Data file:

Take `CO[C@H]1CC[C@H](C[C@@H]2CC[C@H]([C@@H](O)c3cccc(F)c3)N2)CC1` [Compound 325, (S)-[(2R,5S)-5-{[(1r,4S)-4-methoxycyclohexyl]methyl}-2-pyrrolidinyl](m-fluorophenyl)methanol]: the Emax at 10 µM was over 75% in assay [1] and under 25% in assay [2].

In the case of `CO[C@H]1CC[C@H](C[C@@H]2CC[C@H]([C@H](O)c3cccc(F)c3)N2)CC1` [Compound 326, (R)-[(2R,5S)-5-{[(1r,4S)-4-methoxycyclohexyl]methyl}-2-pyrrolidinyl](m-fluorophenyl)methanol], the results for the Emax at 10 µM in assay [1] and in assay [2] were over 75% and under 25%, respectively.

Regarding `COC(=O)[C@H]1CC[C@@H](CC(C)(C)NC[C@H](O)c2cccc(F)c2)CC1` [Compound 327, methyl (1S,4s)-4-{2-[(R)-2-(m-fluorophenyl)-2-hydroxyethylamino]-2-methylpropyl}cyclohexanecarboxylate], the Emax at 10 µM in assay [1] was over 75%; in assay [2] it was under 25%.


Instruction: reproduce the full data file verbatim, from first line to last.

Take `CO[C@H]1CC[C@H](C[C@@H]2CC[C@H]([C@@H](O)c3cccc(F)c3)N2)CC1` [Compound 325, (S)-[(2R,5S)-5-{[(1r,4S)-4-methoxycyclohexyl]methyl}-2-pyrrolidinyl](m-fluorophenyl)methanol]: the Emax at 10 µM was over 75% in assay [1] and under 25% in assay [2].

In the case of `CO[C@H]1CC[C@H](C[C@@H]2CC[C@H]([C@H](O)c3cccc(F)c3)N2)CC1` [Compound 326, (R)-[(2R,5S)-5-{[(1r,4S)-4-methoxycyclohexyl]methyl}-2-pyrrolidinyl](m-fluorophenyl)methanol], the results for the Emax at 10 µM in assay [1] and in assay [2] were over 75% and under 25%, respectively.

Regarding `COC(=O)[C@H]1CC[C@@H](CC(C)(C)NC[C@H](O)c2cccc(F)c2)CC1` [Compound 327, methyl (1S,4s)-4-{2-[(R)-2-(m-fluorophenyl)-2-hydroxyethylamino]-2-methylpropyl}cyclohexanecarboxylate], the Emax at 10 µM in assay [1] was over 75%; in assay [2] it was under 25%.